“After the 1848 Revolution in France, a peasant revolt that spread fear in Europe, Millet’s paintings were negatively reinterpreted as fostering a too grandiose view of the common people…Though our estimate of a work of art will always be influenced by our attitude toward its cultural, political, and religious context, perhaps the time has come for us to appreciate The Angelus as an honest depiction of a prayerful response to God’s presence…the prayerful couple’s humility seems wholly genuine, reflecting their response to the grandeur of God’s work in nature between them and the church shown in the distance.”  

The Park Forum seeks to be a bell in the distance, calling our readers to spiritual disciplines that foster unity and grant purpose and power. 

Whether in a maze of cornfields, or a maze of cubicles, or a corner office, may we be called to prayer by setting a chime, a reminder, or a notification. At that tone, may we take a humble posture, similar to these peasants, and may we pray.

*View “The Angelus” by Jean–Francois Millet via this link.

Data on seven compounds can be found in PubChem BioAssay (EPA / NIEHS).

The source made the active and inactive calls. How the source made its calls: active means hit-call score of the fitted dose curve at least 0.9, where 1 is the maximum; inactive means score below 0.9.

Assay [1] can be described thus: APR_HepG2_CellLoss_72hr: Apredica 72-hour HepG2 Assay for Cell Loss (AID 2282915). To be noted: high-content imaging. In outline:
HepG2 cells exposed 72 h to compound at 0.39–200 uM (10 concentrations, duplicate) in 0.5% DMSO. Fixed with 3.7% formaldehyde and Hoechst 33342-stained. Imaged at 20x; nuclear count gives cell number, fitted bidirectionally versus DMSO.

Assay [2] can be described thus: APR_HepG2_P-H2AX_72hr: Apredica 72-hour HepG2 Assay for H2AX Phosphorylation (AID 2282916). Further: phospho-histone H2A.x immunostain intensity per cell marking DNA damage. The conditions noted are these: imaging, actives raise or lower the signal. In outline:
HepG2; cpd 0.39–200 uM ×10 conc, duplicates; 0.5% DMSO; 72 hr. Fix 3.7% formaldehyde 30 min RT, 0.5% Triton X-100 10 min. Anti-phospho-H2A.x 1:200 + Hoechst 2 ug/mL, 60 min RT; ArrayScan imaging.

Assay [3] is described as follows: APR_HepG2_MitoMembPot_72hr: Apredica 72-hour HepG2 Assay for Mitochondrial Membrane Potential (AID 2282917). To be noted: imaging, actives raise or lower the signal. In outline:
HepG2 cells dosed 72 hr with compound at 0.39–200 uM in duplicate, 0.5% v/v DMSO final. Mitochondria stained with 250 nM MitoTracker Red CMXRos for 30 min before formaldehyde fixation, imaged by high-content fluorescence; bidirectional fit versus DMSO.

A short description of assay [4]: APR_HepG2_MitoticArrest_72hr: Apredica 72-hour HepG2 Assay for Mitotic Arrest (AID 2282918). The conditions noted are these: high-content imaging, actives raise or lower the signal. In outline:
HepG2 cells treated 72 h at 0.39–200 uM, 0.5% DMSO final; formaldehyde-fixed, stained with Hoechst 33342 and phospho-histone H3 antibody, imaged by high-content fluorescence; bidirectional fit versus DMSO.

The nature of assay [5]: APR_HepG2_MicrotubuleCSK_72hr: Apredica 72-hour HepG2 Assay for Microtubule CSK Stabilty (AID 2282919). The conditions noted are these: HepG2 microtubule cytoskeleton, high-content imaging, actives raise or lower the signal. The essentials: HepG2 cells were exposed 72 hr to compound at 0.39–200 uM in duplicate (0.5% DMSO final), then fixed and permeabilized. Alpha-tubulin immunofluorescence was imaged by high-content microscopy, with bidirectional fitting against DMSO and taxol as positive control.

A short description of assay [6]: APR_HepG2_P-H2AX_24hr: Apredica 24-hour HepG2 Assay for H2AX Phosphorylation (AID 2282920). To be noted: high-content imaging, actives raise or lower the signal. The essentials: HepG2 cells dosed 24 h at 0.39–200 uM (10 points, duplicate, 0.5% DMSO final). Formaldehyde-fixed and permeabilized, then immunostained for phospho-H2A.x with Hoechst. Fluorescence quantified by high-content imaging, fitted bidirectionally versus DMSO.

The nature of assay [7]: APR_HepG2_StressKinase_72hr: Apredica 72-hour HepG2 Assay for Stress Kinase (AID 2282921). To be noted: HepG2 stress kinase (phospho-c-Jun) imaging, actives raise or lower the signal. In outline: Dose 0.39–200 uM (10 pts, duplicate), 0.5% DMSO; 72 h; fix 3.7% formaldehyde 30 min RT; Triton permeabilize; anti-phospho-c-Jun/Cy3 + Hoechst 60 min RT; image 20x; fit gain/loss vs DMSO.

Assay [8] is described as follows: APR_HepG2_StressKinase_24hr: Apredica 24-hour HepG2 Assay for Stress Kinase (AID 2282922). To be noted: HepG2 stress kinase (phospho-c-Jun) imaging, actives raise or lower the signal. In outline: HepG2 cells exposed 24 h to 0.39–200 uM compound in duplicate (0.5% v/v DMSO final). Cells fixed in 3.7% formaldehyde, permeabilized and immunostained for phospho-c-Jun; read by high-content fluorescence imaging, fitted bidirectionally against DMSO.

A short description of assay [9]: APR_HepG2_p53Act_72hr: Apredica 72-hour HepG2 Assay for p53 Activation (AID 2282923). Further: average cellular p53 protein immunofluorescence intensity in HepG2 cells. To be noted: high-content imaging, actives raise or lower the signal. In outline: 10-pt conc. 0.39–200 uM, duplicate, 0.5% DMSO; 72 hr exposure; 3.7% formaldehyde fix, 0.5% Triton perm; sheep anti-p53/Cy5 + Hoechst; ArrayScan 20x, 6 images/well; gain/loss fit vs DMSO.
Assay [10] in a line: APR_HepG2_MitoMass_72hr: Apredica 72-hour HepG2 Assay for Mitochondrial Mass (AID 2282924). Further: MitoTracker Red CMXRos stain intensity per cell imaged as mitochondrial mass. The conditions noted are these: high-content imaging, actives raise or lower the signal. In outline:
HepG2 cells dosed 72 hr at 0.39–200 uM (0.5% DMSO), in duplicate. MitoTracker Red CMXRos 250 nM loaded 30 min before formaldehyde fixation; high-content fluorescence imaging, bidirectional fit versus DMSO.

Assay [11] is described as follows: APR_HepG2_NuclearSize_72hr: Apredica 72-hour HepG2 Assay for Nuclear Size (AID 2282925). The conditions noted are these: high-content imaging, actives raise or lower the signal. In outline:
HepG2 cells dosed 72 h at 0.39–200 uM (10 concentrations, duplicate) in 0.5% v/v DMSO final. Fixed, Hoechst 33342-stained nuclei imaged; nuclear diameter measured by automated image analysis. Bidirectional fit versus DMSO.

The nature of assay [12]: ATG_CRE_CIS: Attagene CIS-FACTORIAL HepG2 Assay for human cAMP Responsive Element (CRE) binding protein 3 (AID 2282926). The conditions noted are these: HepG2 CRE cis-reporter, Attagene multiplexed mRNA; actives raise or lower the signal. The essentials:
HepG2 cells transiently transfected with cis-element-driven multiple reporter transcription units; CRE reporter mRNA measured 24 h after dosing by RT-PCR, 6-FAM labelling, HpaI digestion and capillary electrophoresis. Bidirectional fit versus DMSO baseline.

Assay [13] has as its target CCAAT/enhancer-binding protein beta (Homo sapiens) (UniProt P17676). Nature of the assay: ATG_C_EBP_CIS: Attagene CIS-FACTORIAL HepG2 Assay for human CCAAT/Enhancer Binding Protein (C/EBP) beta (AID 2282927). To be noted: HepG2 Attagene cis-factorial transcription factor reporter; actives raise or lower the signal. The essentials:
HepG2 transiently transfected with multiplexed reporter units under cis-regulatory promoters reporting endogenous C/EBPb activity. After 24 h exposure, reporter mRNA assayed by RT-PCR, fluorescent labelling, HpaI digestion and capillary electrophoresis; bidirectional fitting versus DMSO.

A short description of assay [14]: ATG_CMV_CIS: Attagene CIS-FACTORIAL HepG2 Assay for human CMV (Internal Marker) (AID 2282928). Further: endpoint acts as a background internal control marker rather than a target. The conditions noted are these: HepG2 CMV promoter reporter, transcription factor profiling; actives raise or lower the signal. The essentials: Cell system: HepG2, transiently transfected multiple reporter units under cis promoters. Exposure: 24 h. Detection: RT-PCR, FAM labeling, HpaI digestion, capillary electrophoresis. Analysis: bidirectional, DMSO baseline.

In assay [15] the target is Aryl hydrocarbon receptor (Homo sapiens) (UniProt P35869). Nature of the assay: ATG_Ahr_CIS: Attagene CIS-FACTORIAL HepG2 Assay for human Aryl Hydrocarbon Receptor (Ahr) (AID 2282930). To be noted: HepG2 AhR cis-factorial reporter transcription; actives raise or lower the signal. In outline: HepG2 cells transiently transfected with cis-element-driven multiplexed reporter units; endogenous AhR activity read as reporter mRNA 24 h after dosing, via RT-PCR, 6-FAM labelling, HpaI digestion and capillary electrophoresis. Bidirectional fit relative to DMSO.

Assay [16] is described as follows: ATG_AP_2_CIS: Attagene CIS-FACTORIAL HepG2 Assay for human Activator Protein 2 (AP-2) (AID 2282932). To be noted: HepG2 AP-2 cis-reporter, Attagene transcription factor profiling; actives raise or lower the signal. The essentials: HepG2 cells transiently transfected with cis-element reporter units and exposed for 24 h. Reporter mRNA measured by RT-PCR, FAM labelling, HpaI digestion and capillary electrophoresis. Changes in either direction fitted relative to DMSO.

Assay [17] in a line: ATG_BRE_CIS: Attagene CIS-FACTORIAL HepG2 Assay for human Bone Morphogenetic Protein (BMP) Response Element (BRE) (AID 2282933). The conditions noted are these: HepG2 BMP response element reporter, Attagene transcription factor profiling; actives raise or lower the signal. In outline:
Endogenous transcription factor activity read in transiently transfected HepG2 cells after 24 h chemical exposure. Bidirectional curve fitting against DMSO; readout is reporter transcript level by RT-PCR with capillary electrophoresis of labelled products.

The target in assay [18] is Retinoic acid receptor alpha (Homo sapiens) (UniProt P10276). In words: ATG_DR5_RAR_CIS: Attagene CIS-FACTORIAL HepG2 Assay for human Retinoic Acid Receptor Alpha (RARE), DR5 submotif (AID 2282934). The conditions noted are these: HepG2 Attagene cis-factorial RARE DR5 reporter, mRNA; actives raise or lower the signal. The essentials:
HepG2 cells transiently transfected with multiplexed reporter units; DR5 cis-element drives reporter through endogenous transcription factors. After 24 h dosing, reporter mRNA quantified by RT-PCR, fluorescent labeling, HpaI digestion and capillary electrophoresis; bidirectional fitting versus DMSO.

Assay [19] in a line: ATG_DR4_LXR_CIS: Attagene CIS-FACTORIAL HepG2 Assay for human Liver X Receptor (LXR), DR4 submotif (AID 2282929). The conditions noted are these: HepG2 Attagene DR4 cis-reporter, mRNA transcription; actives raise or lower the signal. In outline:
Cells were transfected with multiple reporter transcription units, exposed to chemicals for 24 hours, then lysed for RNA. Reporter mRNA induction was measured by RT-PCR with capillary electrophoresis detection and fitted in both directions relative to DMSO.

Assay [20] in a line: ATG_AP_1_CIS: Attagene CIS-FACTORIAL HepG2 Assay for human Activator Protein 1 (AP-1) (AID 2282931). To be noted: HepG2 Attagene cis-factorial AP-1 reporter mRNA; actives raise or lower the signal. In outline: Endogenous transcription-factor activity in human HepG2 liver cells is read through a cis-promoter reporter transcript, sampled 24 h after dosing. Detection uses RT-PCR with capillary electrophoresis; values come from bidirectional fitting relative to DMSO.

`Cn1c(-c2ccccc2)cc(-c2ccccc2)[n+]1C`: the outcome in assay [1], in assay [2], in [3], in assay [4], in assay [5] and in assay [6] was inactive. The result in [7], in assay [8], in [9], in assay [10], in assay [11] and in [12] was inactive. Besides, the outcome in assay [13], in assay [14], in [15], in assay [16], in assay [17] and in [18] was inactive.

*Quotations from A Call to Prayer, by Heidi J, Hornik

We will forgo the Divine Hours prayer today, to pray together the concluding lines of the Angelus Prayer. You may still find a link to The Divine Hours here.

The Angelus:
“Pour forth, we beseech Thee, O Lord, Thy grace into our hearts; that we, to whom the incarnation of Christ, Thy Son, was made known by the message of an angel, may by His Passion and Cross be brought to the glory of His Resurrection, through the same Christ Our Lord.”

Today’s Readings
1 Chr 3-4 (Listen -8:52)
Hebrews 9  (Listen -4:40)

Thank You!
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The early church’s rhythmic practice of daily prayer and readings unified them across the known world

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Art is not scripture. But all art preaches. Many times art preaches more effectively than a sermon.